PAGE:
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The Peculiar Institution and National Honor: The Case of the Creole Slave Revolt

From: Civil War History
Volume 21, Number 1, March 1975
pp. 28-50 | 10.1353/cwh.1975.0036

In lieu of an abstract, here is a brief excerpt of the content:

The Peculiar Institution and National Honor:
The Case of the Creole Slave Revolt
Howard Jones

Howard Jones is an assistant professor of history at the University of Alabama.


* This essay was delivered in revised form before the Missouri Valley History Conference, Omaha, Nebraska, March 10, 1973. The author wishes to acknowledge the assistance of Professors Maurice G. Baxter and Robert H. Ferrell of Indiana University.

1. Examples are: Thomas A. Bailey, A Diplomatic History of the American People (New York, 1940; 8th ed., 1969), p. 211; Samuel F. Bemis, A Diplomatic History of the United States (New York, 1936; 5th ed., 1965), p. 265; Alexander De Conde, A History of American Foreign Policy (New York, 1963; 2nd ed., 1971), p. 157. The present article is derived from a book-length manuscript the author is preparing on the Webster-Ashburton Treaty.

2. Clement Eaton, The Freedom-of-Thought Struggle in the Old South (New York, 1964), pp. 162-95; Clement Eaton, "The Freedom of the Press in the Upper South," Mississippi Valley Historical Review, XVIII (Mar. 1932), 479-99; Richmond Enquirer, Feb. 4, Mar. 1, May 4, 1832. Some Southerners before the 1830's tried to keep news of slave revolts quiet. In 1800, after the Gabriel Prosser plot in Virginia had failed, Governor James Monroe warned President Thomas Jefferson that it was imperative to repress news of the incident. Monroe to Jefferson, Sept. 15, 1800, Stanislaus M. Hamilton (ed.). The Writings of James Monroe (New York, 1898-1903), III, 201. Twenty-two years later, the same policy was urged during the Denmark Vesey scare in South Carolina. Thomas W. Higginson, "Gabriel's Defeat," The Atlantic Monthly, X (Sept. 1862), 337-45. The reference to Vesey is in this article.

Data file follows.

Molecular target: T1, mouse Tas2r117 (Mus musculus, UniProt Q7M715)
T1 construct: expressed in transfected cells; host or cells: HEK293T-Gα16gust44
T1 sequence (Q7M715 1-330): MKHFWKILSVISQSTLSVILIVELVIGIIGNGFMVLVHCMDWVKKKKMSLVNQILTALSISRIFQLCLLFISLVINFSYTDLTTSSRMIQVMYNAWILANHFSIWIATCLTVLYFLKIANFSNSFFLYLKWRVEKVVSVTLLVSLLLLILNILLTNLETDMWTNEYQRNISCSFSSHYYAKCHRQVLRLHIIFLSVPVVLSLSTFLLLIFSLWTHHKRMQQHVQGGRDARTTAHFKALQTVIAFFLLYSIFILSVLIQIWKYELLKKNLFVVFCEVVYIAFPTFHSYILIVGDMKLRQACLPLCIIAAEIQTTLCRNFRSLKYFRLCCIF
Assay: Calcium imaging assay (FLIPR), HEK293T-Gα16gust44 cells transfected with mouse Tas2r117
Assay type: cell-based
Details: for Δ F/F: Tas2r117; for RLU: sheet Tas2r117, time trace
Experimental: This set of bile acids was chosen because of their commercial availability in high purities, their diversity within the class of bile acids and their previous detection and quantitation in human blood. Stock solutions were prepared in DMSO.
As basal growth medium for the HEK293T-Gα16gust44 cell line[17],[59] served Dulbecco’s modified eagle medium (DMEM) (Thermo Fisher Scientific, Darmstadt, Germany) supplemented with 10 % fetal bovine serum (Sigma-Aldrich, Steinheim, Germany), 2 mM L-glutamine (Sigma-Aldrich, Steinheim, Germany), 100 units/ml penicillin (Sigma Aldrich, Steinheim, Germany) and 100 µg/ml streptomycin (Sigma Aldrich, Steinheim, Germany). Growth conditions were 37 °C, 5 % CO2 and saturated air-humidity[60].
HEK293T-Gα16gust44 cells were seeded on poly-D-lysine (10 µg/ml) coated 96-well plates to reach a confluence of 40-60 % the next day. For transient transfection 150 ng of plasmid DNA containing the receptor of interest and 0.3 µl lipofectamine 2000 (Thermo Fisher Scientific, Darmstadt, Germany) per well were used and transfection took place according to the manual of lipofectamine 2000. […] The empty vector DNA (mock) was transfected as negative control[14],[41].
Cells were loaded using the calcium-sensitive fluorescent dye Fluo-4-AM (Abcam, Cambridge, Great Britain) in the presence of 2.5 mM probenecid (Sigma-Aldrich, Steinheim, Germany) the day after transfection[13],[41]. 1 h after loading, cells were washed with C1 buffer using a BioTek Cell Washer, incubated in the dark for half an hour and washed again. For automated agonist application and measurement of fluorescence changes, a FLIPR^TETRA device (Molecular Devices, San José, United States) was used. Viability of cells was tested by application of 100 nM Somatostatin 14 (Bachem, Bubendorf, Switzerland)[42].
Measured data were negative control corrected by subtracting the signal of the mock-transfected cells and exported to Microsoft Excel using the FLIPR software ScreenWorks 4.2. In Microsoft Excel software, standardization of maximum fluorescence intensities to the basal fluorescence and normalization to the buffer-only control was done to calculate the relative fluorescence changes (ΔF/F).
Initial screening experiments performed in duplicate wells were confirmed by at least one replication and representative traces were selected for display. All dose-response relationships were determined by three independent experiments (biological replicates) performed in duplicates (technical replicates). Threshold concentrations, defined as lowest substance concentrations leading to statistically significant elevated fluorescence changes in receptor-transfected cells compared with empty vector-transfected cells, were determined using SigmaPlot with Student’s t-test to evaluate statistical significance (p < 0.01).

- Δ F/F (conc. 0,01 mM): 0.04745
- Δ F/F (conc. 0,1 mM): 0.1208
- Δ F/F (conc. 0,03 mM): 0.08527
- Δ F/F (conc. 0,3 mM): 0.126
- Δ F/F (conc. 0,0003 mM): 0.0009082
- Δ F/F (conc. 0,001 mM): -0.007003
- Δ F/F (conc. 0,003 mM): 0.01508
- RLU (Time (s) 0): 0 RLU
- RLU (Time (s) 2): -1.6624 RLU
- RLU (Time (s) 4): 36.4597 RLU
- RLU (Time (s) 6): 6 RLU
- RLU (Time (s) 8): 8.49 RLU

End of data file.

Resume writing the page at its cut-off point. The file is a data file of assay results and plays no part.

3. William W. Freehling, Prelude to Civil War: The Nullification Controversy in South Carolina, 1816-1836 (New York, 1965), pp. 255, 257, 259.

4. A fairly complete documentary collection on the Creole affair is in Senate Documents, 27 Cong. 2 sess., II, No. 51, 1-46.

5. Depositions by William Merritt, Nov. 9, 1841, ibid., 24; by Zephaniah Gifford and crew, Nov. 17, 1841, ibid., 16. John Bacon to Daniel Webster, Nov. 17, 1841, ibid. Madison Washington had lived in the North after escaping a Southern plantation. He was captured later in Virginia and sent to New Orleans. See article entitled, "Friend of Man," in Boston Liberator, June 10, 1842. At a New York convention for blacks in 1843, one speaker praised Washington. Herbert Aptheker (ed.), A Documentary History of the Negro People in the United States (New York, 1951), pp. 226-33. Frederick Douglass also spoke highly of Washington. Philip S. Foner (ed.), The Life and Writings of Frederick Douglass (New York, 1950-55), II, 426-39. Douglass also wrote an essay about Washington which was entitled, The Heroic Slave." Julia Griffiths (ed.), Autographs for Freedom (District of Massachusetts, 1853-54), I, 174-239, reprinted by Mnemosyne Publishing Company (Miami, Florida, 1969).

6. Depositions by Blinn Curtis, Nov. 10, 1841, Sen. Docs., 27 Cong., 2 sess., II, No. 51, 34; by Lucius Stevens, Nov. 10, 1841, ibid., 22. The New Orleans Picayune was convinced the mutiny had been planned in Richmond by a Baptist minister, Reverend George Bourne. The editor of the Baptist Herald in Richmond denied the existence of a Baptist minister of that name. New Orleans Picayune, Dec. 3, 28, 1841.

7. There apparently were four leaders of the revolt: Washington, Morris, Ben Blacksmith, and D. Ruffin. Deposition by Gifford and crew, Dec. 2, 1841, Sen. Docs., 27 Cong., 2 sess., II, No. 51, 40.

8. Almost ninety slaves on the Creole belonged to Robert Lumpkin, owner of some of the slaves on the Hermosa. Ibid., 37, 40.

9. Ibid., 41-42; deposition by Gifford and crew, Dec. 7, 1841, quoted in New Orleans Advertiser, Dec. 8, 1841. Advertiser cited in Boston Liberator, Dec. 31, 1841.

10. Bacon to Webster, Nov. 30, 1841, Sen. Docs., 27 Cong., 2 sess., II, No. 51, 3; statement of C. R. Nesbitt, colonial secretary for Governor Francis Cockburn, Nov. 9, 1841, ibid., 6.

11. G. C. Anderson to Cockburn, Nov. 13, 1841, ibid., 8-9; Bacon to Cockburn...